This sounds bad! But has anyone besides the Austrians uncovered evidence of heart-structure damage after strenuous exercise? Actually, yes: one study of finishers in the Hawaii Ironman Triathlon found that 9% displayed elevated cardiac troponin 1 levels and, further, that these individuals also exhibited abnormal heart wall action and function during echocardiographic analyses(3). Another investigation found cardiac-troponin increases in 11% of the finishers of an alpine cross-country marathon (4).
Is the positive post-exercise increase in cardiac troponin I really something to worry about? Were the heart cell deaths merely a small piece of the cardiac pie? Could the lost cells be replaced by regrowth of healthy heart tissue? These key questions are very difficult to answer, especially as no histological analyses of heart tissue were performed as part of these studies, and neither were echocardiograms or electrocardiograms (ECG) carried out to determine whether heart function was impaired. To play it safe, the Austrian researchers suggested that endurance athletes ‘should at least undergo serial cardiovascular examinations looking for subtle evidence of myocardial dysfunction’.
The good news for endurance athletes on the cardiac front
Before you get too spooked by these findings, bear in mind that there is also some good news for endurance athletes on the cardiac front. For one thing, it’s clear that regular exercise protects you from heart attacks over broad time frames; for example, over the course of a year regular exercisers will have fewer cardiac failures than their sedentary counterparts. Also, some studies have not linked extremely strenuous exercise with cardiac damage: for example, when sports medicine specialists at the University of California studied 23 ultramarathon runners who completed the 100-mile Western States Endurance Run, a rugged race through the Sierra Mountains over steep terrain and through temperature extremes, they were unable to find any race-related cardiac damage (5).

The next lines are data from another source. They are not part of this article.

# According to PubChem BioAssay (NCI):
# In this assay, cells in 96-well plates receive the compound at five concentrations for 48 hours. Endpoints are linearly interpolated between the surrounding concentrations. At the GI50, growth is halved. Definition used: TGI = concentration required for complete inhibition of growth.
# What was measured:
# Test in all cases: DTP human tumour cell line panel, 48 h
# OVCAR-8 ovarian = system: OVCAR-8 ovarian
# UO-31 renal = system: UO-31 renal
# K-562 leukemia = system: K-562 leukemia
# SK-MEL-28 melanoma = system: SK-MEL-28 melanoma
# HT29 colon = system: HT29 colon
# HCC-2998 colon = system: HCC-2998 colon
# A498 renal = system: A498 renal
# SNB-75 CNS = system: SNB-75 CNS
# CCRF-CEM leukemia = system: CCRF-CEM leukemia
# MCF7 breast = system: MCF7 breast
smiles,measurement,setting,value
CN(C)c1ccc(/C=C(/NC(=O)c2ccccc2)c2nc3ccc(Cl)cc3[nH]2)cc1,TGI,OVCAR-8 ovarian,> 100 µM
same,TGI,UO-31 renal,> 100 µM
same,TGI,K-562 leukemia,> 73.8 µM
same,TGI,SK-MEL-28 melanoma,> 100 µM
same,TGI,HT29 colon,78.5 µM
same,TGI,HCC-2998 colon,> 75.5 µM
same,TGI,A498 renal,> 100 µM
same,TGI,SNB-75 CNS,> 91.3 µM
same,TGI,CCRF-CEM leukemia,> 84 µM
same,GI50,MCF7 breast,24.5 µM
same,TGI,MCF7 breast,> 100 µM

The 23 runners completed the 100-mile race in an average time of 23.5 hours, with a range of 18.9-27.1; their ages ranged from 29 to 62 (with an average of 45) and all but three were men, none with a history of heart disease. Although all of the subjects suffered massive skeletal muscle damage during the competition (as evidenced by huge increases in serum creatine kinase levels after the race), not a single runner exhibited heightened cardiac troponin levels after the extremely prolonged exertion was over.
None the less, an increasing body of evidence indicates that some heart damage can occur during extreme exercise. In the very latest study completed at Massachusetts General Hospital and the Harvard Medical School, researchers tracked 82 runners with an average age of 47 who ran the Boston Athletic Association Marathon for five consecutive years, from 1997 to 2001. These runners had no history of coronary disease, were non-smokers and averaged 25 training miles per week(6). But their cardiac troponin I levels increased roughly 6.5-fold both four and 24 hours post-race.
No one knows how long exertion related heart damage lasts
Again, we must pose the key question – is this exertion-related damage to the heart long-lasting, or does the heart recover promptly without long-term negative effects? Unfortunately, no one knows the answer to this question right now. If you are interested in running marathons, you will have to decide for yourself if the real risk associated with the race is tolerable or not – and whether the long-term perceived risk is serious enough to warrant changing your competitive activities.
Our traditional argument that prolonged endurance activity is not bad for the heart is based on evidence that marathon runners have fairly low death rates from cardiovascular disease (when you look at them away from the race itself and the 24-hour ‘window’ that follows it). Essentially, research indicates that well-trained endurance athletes have about 40% of their sedentary counterpart’s risk of dying from a cardiac problem on a typical day (7). If strenuous exercise is really so bad for the heart, why aren’t endurance athletes keeling over at higher rates?
Note, though, that this latter argument is not entirely compelling. It is possible that marathoners might have even lower frequencies of heart attacks if they gave up marathoning and focused on shorter events which are less taxing for the heart. In support of this theory, former marathon runner Dr Arthur J Siegel of McLean Hospital in Belmont, Massachusetts (one of the investigators in the study cited above) recently told Reuters Health that running a marathon is, in effect, like overdosing on a good thing. With a more moderate approach, cardiovascular risk would still be lowered, while the elevated risks associated with marathon-like events would be avoided. Add marathon efforts to the brew, and you get the general reduction in risk but with an added risk associated with the race itself (and perhaps its long preparatory runs).